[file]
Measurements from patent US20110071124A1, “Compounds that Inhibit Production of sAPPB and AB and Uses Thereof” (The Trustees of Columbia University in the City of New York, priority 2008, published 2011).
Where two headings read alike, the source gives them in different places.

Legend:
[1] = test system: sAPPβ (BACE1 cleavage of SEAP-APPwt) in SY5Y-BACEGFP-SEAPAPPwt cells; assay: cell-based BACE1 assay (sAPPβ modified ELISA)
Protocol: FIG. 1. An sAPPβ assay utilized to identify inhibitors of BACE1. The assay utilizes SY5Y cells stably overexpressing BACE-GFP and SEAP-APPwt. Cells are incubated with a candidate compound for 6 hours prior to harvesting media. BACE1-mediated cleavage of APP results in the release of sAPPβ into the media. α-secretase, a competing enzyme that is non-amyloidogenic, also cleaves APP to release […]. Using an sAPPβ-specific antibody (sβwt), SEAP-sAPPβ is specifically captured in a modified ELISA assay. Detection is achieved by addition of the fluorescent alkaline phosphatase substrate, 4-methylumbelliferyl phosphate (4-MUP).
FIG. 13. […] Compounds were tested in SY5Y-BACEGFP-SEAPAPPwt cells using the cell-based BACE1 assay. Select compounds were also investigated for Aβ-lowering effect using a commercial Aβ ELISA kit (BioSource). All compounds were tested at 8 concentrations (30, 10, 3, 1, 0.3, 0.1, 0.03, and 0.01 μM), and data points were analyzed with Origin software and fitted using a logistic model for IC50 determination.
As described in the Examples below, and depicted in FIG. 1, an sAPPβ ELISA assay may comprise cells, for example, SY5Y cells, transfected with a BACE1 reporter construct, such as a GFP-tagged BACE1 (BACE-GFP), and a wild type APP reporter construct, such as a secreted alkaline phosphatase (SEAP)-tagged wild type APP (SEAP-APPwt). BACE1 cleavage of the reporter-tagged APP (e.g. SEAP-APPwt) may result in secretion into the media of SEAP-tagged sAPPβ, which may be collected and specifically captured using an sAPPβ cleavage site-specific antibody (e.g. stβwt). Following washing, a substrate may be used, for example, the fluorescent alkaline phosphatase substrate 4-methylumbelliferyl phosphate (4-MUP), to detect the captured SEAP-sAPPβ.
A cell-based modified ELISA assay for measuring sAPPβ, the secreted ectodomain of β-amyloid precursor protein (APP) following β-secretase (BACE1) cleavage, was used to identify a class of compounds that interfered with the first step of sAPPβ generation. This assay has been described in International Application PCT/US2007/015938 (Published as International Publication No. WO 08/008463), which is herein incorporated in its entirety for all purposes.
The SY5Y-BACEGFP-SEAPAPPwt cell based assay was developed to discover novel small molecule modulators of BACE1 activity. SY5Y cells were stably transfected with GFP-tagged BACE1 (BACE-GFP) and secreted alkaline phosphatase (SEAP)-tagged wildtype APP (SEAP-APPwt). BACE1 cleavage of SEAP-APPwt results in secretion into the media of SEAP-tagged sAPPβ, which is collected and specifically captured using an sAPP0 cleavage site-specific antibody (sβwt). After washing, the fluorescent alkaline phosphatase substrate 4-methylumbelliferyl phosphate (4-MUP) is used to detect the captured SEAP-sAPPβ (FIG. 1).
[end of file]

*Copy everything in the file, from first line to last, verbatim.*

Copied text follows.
Measurements from patent US20110071124A1, “Compounds that Inhibit Production of sAPPB and AB and Uses Thereof” (The Trustees of Columbia University in the City of New York, priority 2008, published 2011).
Where two headings read alike, the source gives them in different places.

Legend:
[1] = test system: sAPPβ (BACE1 cleavage of SEAP-APPwt) in SY5Y-BACEGFP-SEAPAPPwt cells; assay: cell-based BACE1 assay (sAPPβ modified ELISA)
Protocol: FIG. 1. An sAPPβ assay utilized to identify inhibitors of BACE1. The assay utilizes SY5Y cells stably overexpressing BACE-GFP and SEAP-APPwt. Cells are incubated with a candidate compound for 6 hours prior to harvesting media. BACE1-mediated cleavage of APP results in the release of sAPPβ into the media. α-secretase, a competing enzyme that is non-amyloidogenic, also cleaves APP to release […]. Using an sAPPβ-specific antibody (sβwt), SEAP-sAPPβ is specifically captured in a modified ELISA assay. Detection is achieved by addition of the fluorescent alkaline phosphatase substrate, 4-methylumbelliferyl phosphate (4-MUP).
FIG. 13. […] Compounds were tested in SY5Y-BACEGFP-SEAPAPPwt cells using the cell-based BACE1 assay. Select compounds were also investigated for Aβ-lowering effect using a commercial Aβ ELISA kit (BioSource). All compounds were tested at 8 concentrations (30, 10, 3, 1, 0.3, 0.1, 0.03, and 0.01 μM), and data points were analyzed with Origin software and fitted using a logistic model for IC50 determination.
As described in the Examples below, and depicted in FIG. 1, an sAPPβ ELISA assay may comprise cells, for example, SY5Y cells, transfected with a BACE1 reporter construct, such as a GFP-tagged BACE1 (BACE-GFP), and a wild type APP reporter construct, such as a secreted alkaline phosphatase (SEAP)-tagged wild type APP (SEAP-APPwt). BACE1 cleavage of the reporter-tagged APP (e.g. SEAP-APPwt) may result in secretion into the media of SEAP-tagged sAPPβ, which may be collected and specifically captured using an sAPPβ cleavage site-specific antibody (e.g. stβwt). Following washing, a substrate may be used, for example, the fluorescent alkaline phosphatase substrate 4-methylumbelliferyl phosphate (4-MUP), to detect the captured SEAP-sAPPβ.
A cell-based modified ELISA assay for measuring sAPPβ, the secreted ectodomain of β-amyloid precursor protein (APP) following β-secretase (BACE1) cleavage, was used to identify a class of compounds that interfered with the first step of sAPPβ generation. This assay has been described in International Application PCT/US2007/015938 (Published as International Publication No. WO 08/008463), which is herein incorporated in its entirety for all purposes.
The SY5Y-BACEGFP-SEAPAPPwt cell based assay was developed to discover novel small molecule modulators of BACE1 activity. SY5Y cells were stably transfected with GFP-tagged BACE1 (BACE-GFP) and secreted alkaline phosphatase (SEAP)-tagged wildtype APP (SEAP-APPwt). BACE1 cleavage of SEAP-APPwt results in secretion into the media of SEAP-tagged sAPPβ, which is collected and specifically captured using an sAPP0 cleavage site-specific antibody (sβwt). After washing, the fluorescent alkaline phosphatase substrate 4-methylumbelliferyl phosphate (4-MUP) is used to detect the captured SEAP-sAPPβ (FIG. 1).